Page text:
By Beth Musgrave
FRANKFORT — A House panel approved a measure Wednesday that would allow police to collect DNA swabs from people arrested for felony crimes without getting a court’s permission.
If the General Assembly approves House Bill 89, Kentucky would become the 26th state to allow the automatic collection of DNA evidence before someone has been convicted of a crime.
Jayann Sepich has pushed states to pass the measure after her daughter, Katie Sepich, was raped and killed in New Mexico in 2003. The killer was caught using DNA evidence.
Sepich told the House Judiciary Committee that DNA collected during felony arrests in other states has saved lives and freed people who were wrongly convicted of crimes.
She relayed the story of Chester DeWayne Turner, who was convicted of raping and murdering 11 people in California. Before his conviction, he was arrested 21 times over 15 years without having his DNA collected. Another man, David Jones was wrongly convicted in two of those rape and murder cases and served 11 years in prison for a crime he did not commit, Sepich said.
“One cheek swab at the time of arrest would have saved 11 lives,” Sepich said.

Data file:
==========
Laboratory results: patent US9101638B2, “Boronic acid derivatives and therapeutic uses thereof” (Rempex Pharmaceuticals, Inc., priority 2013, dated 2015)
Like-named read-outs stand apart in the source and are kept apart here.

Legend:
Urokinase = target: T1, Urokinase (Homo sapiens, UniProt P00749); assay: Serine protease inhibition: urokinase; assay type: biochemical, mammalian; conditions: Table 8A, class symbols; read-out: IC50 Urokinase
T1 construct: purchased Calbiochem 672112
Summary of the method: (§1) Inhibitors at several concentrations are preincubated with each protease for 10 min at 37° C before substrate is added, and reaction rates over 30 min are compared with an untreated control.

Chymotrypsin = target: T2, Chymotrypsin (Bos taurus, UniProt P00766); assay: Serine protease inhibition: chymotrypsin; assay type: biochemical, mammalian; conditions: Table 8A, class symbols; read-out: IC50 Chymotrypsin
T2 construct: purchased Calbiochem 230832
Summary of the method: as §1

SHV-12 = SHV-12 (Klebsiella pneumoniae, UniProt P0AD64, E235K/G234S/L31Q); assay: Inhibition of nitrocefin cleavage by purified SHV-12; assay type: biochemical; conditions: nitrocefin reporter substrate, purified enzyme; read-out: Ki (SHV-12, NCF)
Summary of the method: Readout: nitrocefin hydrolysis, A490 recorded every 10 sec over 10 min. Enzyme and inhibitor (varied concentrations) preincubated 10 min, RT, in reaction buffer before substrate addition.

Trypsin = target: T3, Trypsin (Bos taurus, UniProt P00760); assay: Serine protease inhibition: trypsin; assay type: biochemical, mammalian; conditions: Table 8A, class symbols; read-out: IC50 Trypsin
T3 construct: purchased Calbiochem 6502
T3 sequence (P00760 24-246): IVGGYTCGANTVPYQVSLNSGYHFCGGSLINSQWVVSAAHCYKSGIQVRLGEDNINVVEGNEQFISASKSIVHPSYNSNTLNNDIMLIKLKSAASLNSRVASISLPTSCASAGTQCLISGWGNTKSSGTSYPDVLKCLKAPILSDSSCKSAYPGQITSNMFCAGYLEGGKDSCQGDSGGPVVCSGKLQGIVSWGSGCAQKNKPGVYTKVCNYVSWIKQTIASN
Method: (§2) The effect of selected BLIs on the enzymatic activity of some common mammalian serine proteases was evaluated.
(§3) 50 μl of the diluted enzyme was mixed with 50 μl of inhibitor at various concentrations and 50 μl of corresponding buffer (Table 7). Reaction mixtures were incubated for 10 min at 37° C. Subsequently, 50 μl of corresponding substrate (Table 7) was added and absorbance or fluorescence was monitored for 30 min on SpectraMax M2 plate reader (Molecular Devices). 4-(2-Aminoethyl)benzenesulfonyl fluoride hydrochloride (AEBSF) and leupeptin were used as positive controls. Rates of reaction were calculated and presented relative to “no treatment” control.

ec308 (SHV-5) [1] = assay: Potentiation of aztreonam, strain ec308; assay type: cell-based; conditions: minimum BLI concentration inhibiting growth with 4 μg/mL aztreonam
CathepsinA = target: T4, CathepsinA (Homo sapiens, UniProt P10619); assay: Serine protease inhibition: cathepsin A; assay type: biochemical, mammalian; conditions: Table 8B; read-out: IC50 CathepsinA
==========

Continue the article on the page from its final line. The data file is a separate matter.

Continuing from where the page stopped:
Many on the House Judiciary Committee said they were concerned about the constitutionality of automatically collecting DNA from someone who has only been accused of a crime.
Sepich said the U.S. Supreme Court is scheduled to hear a case at the end of this month that is expected to decide whether state laws that allow collection of DNA before a conviction are legal under the U.S. Constitution.
Rep. Mary Lou Marzian, D-Louisville, noted that her bill allows those who were charged but never convicted of a crime to have their DNA removed from the database.
Ernie Lewis, of the Kentucky Association of Defense Lawyers, questioned the measure’s legality and said it would cost too much to administer.
“What are we presuming about people who have been arrested?” Lewis said. “Are we presuming guilt at this point?”
Marzian said it will likely cost between $1.3 and $1.6 million to administer the program, but much of the start up costs could be paid for with a federal grant. The cost of administering the program will go down over time, Marzian said.
She said there is a provision in the bill that delays implementation of the program if there is no money in the budget.
The House Judiciary Committee passed HB 89 unanimously. It now heads to the House for consideration. A similar measure has been filed in the Senate.